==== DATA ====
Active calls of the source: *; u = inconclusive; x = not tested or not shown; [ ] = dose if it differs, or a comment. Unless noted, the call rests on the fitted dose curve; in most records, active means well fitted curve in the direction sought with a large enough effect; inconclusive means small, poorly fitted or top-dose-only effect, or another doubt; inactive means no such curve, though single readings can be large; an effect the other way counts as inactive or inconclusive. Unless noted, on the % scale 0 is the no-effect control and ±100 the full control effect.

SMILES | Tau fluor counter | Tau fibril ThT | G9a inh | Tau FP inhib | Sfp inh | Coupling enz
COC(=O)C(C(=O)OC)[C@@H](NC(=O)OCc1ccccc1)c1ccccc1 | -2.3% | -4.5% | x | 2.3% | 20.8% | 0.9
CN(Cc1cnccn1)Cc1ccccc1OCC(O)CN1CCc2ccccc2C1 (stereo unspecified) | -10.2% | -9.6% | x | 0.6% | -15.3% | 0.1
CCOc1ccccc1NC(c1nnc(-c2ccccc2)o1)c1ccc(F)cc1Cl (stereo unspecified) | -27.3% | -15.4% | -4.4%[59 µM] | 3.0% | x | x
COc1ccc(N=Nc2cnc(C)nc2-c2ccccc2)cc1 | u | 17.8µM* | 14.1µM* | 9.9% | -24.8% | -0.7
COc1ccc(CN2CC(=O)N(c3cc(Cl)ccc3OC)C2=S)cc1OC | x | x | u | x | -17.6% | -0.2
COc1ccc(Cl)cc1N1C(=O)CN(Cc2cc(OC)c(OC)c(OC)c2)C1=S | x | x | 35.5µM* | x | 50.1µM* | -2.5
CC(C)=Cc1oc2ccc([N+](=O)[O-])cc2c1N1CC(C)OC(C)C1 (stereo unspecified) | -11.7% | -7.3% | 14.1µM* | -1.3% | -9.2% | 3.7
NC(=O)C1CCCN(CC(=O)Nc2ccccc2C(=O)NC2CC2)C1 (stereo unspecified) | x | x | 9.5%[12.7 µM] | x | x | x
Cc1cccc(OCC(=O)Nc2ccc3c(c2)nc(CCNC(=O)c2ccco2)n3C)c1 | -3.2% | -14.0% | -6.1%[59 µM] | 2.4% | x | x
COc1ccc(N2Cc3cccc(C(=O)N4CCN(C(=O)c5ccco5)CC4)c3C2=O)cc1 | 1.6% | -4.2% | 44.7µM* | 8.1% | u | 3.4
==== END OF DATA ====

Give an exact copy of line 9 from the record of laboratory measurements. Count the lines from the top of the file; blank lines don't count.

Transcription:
CC(C)=Cc1oc2ccc([N+](=O)[O-])cc2c1N1CC(C)OC(C)C1 (stereo unspecified) | -11.7% | -7.3% | 14.1µM* | -1.3% | -9.2% | 3.7